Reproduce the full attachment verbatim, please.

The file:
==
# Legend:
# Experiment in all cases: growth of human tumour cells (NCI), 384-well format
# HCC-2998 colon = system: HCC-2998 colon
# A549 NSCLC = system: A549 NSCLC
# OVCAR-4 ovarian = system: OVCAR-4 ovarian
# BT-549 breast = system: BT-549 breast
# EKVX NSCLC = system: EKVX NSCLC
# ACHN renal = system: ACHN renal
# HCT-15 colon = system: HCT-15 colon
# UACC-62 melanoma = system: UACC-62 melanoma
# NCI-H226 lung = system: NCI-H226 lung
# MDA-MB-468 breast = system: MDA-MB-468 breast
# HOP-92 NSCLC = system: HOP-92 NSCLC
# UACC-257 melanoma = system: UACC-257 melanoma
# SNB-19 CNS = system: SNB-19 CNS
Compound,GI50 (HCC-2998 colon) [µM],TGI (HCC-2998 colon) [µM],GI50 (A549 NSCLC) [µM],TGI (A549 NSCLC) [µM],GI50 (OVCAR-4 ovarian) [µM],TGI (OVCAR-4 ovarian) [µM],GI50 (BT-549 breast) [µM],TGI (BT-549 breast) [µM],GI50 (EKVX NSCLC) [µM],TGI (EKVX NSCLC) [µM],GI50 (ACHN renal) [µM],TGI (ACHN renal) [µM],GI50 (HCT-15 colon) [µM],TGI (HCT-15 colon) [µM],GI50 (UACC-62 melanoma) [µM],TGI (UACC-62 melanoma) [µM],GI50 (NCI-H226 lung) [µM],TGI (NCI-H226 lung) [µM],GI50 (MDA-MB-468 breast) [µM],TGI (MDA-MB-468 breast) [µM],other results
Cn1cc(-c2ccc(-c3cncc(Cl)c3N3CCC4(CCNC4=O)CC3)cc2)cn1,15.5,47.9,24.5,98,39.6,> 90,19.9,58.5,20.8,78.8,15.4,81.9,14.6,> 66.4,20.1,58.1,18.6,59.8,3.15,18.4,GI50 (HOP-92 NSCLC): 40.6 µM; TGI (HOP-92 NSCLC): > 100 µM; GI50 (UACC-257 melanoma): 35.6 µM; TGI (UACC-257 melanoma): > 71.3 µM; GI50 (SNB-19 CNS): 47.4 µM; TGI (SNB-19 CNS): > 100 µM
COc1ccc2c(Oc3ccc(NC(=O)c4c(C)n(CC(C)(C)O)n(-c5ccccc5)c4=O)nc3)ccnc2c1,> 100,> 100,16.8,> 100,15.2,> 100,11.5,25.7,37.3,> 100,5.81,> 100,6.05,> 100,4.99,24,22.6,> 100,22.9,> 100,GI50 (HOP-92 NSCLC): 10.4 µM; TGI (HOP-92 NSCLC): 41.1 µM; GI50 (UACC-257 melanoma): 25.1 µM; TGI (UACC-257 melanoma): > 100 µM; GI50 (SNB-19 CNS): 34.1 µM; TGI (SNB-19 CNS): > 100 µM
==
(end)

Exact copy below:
# Legend:
# Experiment in all cases: growth of human tumour cells (NCI), 384-well format
# HCC-2998 colon = system: HCC-2998 colon
# A549 NSCLC = system: A549 NSCLC
# OVCAR-4 ovarian = system: OVCAR-4 ovarian
# BT-549 breast = system: BT-549 breast
# EKVX NSCLC = system: EKVX NSCLC
# ACHN renal = system: ACHN renal
# HCT-15 colon = system: HCT-15 colon
# UACC-62 melanoma = system: UACC-62 melanoma
# NCI-H226 lung = system: NCI-H226 lung
# MDA-MB-468 breast = system: MDA-MB-468 breast
# HOP-92 NSCLC = system: HOP-92 NSCLC
# UACC-257 melanoma = system: UACC-257 melanoma
# SNB-19 CNS = system: SNB-19 CNS
Compound,GI50 (HCC-2998 colon) [µM],TGI (HCC-2998 colon) [µM],GI50 (A549 NSCLC) [µM],TGI (A549 NSCLC) [µM],GI50 (OVCAR-4 ovarian) [µM],TGI (OVCAR-4 ovarian) [µM],GI50 (BT-549 breast) [µM],TGI (BT-549 breast) [µM],GI50 (EKVX NSCLC) [µM],TGI (EKVX NSCLC) [µM],GI50 (ACHN renal) [µM],TGI (ACHN renal) [µM],GI50 (HCT-15 colon) [µM],TGI (HCT-15 colon) [µM],GI50 (UACC-62 melanoma) [µM],TGI (UACC-62 melanoma) [µM],GI50 (NCI-H226 lung) [µM],TGI (NCI-H226 lung) [µM],GI50 (MDA-MB-468 breast) [µM],TGI (MDA-MB-468 breast) [µM],other results
Cn1cc(-c2ccc(-c3cncc(Cl)c3N3CCC4(CCNC4=O)CC3)cc2)cn1,15.5,47.9,24.5,98,39.6,> 90,19.9,58.5,20.8,78.8,15.4,81.9,14.6,> 66.4,20.1,58.1,18.6,59.8,3.15,18.4,GI50 (HOP-92 NSCLC): 40.6 µM; TGI (HOP-92 NSCLC): > 100 µM; GI50 (UACC-257 melanoma): 35.6 µM; TGI (UACC-257 melanoma): > 71.3 µM; GI50 (SNB-19 CNS): 47.4 µM; TGI (SNB-19 CNS): > 100 µM
COc1ccc2c(Oc3ccc(NC(=O)c4c(C)n(CC(C)(C)O)n(-c5ccccc5)c4=O)nc3)ccnc2c1,> 100,> 100,16.8,> 100,15.2,> 100,11.5,25.7,37.3,> 100,5.81,> 100,6.05,> 100,4.99,24,22.6,> 100,22.9,> 100,GI50 (HOP-92 NSCLC): 10.4 µM; TGI (HOP-92 NSCLC): 41.1 µM; GI50 (UACC-257 melanoma): 25.1 µM; TGI (UACC-257 melanoma): > 100 µM; GI50 (SNB-19 CNS): 34.1 µM; TGI (SNB-19 CNS): > 100 µM